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NIH Record - National Institutes of Health

NLM Observes Women’s History Month

Closeup of Blackwell, black and white drawing

Portrait of Dr. Elizabeth Blackwell, who in 1849 became the first woman to earn an M.D. degree from an American medical school.

Photo: NLM

During the month of March, NLM is featuring historic medical books written by women as part of its daily tours of the library and the banner exhibition Rise, Serve, Lead! America’s Women Physicians, which is based on the new website of the same name.   

Yellowed cover page of Crumpler’s A Book of Medical Discourses, 1883

Dr. Rebecca Lee Crumpler’s A Book of Medical Discourses, 1883

Photo: NLM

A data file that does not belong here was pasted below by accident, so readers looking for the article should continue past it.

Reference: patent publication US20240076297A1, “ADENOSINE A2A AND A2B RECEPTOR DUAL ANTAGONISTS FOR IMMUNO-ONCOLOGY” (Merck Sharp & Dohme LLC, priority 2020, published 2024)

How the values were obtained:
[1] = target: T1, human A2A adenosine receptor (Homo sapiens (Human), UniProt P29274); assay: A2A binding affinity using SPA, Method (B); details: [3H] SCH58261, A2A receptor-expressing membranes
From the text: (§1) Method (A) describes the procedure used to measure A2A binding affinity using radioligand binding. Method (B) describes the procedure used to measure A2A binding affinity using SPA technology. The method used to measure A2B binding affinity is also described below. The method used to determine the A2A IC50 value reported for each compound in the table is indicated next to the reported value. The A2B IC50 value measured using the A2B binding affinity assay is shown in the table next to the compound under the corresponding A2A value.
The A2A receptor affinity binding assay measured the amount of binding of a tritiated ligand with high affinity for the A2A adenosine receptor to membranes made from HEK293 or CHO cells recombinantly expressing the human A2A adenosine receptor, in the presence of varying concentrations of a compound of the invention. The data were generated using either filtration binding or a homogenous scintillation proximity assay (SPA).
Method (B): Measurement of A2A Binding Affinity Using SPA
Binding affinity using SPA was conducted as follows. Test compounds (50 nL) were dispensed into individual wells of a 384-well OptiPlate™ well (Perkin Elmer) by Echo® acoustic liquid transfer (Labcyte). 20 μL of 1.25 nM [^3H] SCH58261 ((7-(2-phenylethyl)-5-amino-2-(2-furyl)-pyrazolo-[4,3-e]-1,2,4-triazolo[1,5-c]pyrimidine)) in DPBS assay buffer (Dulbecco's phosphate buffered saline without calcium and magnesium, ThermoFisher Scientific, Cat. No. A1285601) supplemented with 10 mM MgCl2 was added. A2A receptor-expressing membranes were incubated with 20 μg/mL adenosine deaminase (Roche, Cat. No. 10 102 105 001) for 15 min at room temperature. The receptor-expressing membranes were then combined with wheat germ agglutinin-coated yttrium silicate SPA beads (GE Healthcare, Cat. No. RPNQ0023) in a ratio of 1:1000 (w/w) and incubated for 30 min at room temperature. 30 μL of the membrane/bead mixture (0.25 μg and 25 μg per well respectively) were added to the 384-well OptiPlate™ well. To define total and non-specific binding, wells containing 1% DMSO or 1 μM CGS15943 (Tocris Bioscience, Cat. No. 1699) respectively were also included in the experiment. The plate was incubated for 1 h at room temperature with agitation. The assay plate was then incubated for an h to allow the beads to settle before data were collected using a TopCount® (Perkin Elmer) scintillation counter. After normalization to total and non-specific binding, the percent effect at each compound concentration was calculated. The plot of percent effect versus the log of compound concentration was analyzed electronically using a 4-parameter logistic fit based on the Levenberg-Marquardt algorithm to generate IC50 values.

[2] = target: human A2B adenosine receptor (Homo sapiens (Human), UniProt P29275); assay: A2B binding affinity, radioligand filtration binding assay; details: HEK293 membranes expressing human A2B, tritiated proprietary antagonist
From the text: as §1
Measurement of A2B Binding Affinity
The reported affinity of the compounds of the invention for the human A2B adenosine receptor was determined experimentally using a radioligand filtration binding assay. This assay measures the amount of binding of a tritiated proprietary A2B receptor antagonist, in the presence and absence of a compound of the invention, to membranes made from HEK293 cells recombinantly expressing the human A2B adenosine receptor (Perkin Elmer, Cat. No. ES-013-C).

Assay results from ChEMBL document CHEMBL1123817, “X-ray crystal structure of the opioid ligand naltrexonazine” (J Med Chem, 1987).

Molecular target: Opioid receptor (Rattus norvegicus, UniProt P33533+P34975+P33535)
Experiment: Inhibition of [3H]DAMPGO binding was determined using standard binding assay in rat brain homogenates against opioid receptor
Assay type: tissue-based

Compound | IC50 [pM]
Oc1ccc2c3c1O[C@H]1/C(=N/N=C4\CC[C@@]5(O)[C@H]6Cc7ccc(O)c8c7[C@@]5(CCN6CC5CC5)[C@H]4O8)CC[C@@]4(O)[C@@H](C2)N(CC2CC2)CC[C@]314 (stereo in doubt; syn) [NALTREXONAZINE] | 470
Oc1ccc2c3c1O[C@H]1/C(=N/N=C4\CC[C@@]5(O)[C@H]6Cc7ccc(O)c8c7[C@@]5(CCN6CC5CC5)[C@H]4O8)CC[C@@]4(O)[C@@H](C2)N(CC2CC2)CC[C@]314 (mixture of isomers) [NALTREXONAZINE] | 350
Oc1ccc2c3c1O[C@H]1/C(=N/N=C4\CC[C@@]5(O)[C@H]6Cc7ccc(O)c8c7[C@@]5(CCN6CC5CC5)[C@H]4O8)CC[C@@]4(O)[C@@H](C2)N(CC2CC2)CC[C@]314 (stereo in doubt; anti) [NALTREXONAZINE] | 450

The books include Medicine as a Profession for Women (1860) by Elizabeth and Emily Blackwell, who argue that opening medicine to women would benefit both women and men, and A Book of Medical Discourses (1883) by Rebecca Lee Crumpler, the first African-American woman to write a medical text. She describes domestic remedies for ailments, how to care for a newborn and general scientific information about anatomy and development. The banner exhibition highlights women breaking barriers, healing communities, advocating, leading and nurturing the future. 

Tours of NLM begin at 1:30 p.m. in the Visitor Center, Bldg. 38A. The banner exhibition on women physicians is on display in the lobby of Bldg. 38. Both are free and open to the public. For viewing more historic texts by women, complete the NLM visitor tour form online at www.nlm.nih.gov/about/vcenter.html.

The NIH Record

The NIH Record, founded in 1949, is the biweekly newsletter for employees of the National Institutes of Health.

Published 25 times each year, it comes out on payday Fridays.

Associate Editor: Carla Garnett
Carla.Garnett@nih.gov

Staff Writers:

Eric Bock
Eric.Bock@nih.gov

Dana Talesnik
Dana.Talesnik@nih.gov

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